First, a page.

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November 11th, 2009 12:00 am WW Editorial Staff | Murmurs

You Don’t Need 60 Votes To Consider This Column.


  • City Commissioner Dan Saltzman has said he will announce in January whether he’ll run for a fourth term in 2010. But Murmurs has learned Saltzman has already hired Emerald Bogue to be his campaign manager. Bogue, who previously ran the campaign for Saltzman’s Children’s Investment Fund, has quit her current job as Mayor Sam Adams’ public advocate for the Bureau of Planning and Sustainability. She’ll supplement her campaign pay from Saltzman by also running the 2010 re-election campaign of County Commissioner Jeff Cogen, Saltzman’s former chief of staff.

  • In the wake of last week’s Republican gubernatorial victories in Virginia and New Jersey, Oregon GOP insiders are searching hard for an alternative to their current field for the party’s 2010 primary. Announced candidates include former state legislator John Lim and ex-Pixelworks CEO Allen Alley. Lim is lightly regarded; Alley may be too moderate for a primary and is politically inexperienced (as is another potential candidate—ex-Trail Blazer Chris Dudley). Thus, some Republicans are recruiting House Minority Leader Bruce Hanna (R-Roseburg), who owns a Coca-Cola distributorship. Hanna spokesman Nick Smith says his 49-year-old boss has been recruited, but right now “is committed to dismantling the Democratic majority in the House.”

  • Nearly 1,000 Portland Public Schools teachers and supporters jammed the School Board meeting Monday night to protest working without a contract for 16 months. The school district and the Portland Association of Teachers union entered state-supervised mediation in August after more than a year of unsuccessful negotiating. The district wants teachers to agree to five furlough days and a cost-of-living increase only in the first year of a new two-year contract. Teachers, who worked without pay for 10 days in 2003, say that sacrifice is too great and note a handful of administrators this year got five-figure raises. Monday’s protest was the angriest School Board demonstration in at least three years. “I don’t know any rich teachers,” one teacher told the board. “How ’bout rich School Board members?” a teacher shouted from the audience.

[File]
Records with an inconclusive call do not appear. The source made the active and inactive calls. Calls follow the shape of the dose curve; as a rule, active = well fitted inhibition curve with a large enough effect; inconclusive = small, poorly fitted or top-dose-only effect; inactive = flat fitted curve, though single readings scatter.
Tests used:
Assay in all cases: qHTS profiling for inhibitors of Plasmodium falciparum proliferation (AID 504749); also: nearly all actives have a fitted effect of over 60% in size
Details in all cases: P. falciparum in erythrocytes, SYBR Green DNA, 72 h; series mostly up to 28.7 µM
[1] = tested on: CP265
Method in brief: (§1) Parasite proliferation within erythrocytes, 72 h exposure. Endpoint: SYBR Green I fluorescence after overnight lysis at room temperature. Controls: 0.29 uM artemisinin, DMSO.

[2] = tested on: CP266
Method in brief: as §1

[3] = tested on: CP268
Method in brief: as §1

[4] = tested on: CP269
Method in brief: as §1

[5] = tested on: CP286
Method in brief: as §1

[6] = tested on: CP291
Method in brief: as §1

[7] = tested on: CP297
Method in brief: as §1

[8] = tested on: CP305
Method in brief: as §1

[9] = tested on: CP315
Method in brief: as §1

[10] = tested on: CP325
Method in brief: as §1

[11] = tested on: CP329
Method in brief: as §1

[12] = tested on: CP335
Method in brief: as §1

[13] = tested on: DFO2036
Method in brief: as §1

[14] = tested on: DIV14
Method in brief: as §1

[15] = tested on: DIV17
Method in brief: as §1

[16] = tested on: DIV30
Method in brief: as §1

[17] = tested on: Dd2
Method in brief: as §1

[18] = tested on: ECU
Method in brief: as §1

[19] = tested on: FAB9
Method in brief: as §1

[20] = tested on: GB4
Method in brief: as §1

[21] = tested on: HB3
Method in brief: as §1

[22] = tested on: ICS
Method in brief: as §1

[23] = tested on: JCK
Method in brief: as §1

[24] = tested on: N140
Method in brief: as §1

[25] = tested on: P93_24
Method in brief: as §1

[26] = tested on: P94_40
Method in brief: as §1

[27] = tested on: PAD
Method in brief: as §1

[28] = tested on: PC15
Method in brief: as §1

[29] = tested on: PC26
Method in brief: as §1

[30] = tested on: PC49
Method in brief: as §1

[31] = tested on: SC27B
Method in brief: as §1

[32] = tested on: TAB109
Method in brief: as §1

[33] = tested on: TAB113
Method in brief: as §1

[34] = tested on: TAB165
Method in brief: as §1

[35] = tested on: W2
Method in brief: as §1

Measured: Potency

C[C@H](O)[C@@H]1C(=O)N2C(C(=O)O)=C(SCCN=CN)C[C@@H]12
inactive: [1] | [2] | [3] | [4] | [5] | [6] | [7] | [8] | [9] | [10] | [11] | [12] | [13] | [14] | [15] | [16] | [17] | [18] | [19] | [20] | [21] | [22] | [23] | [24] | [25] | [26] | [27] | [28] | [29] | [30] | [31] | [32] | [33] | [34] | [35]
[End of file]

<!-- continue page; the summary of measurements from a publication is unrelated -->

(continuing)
• Portland Public Schools, in response to a recent WW story about the district’s efforts to get rid of old classroom supplies in a public surplus sale, is drafting new rules on how it discards materials teachers could use (see “A Screaming Deal,” WW, Oct. 28, 2009). Those rules are still in the works, and will probably include a mechanism for donating old items to Schoolhouse Supplies, a Portland nonprofit.

  • The lawsuits continue to pile up over condo projects built by bankrupt general contractor Mike Purcell (see “Back from the Grave,” WW, Aug. 26, 2009). Developers of Belmont East at 838 SE 38th Ave. filed suit Oct. 30 in Multnomah County Circuit Court against Clyde Zahn and Clyde Kaneshiro, who handled finances for Purcell’s now-defunct company, Gray Purcell. The allegations in the new suit resemble those made by other developers, with Belmont East’s developers seeking $750,000 they claim Gray Purcell diverted from the project. The suit also alleges Gray Purcell failed to file tax returns or to prepare financial statements for three years prior to 2008. Zahn declined comment, and Kaneshiro and Purcell did not return calls.

  • Oregonian Editor Sandy Rowe told staff in an email last week that a “layoff is inevitable despite our determination to avoid it.” Rowe’s email, as reported Nov. 4 on wweek.com, says the reason for the layoffs is that not enough staffers have taken the paper’s most recent buyout offer. The prospect of layoffs at the 159-year-old daily is a remarkable development at a place once renowned for its lifetime employment guarantee—a promise that seems to carry the potential for a lawsuit if one of the laid-off full-timers is feeling litigious. Meantime, the roster of staffers taking the buyout includes Pulitzer-Prize-winning editorial writer Doug Bates, arts editor Barry Johnson, Metro reporter Laura Oppenheimer and features writer Inara Verzemnieks.
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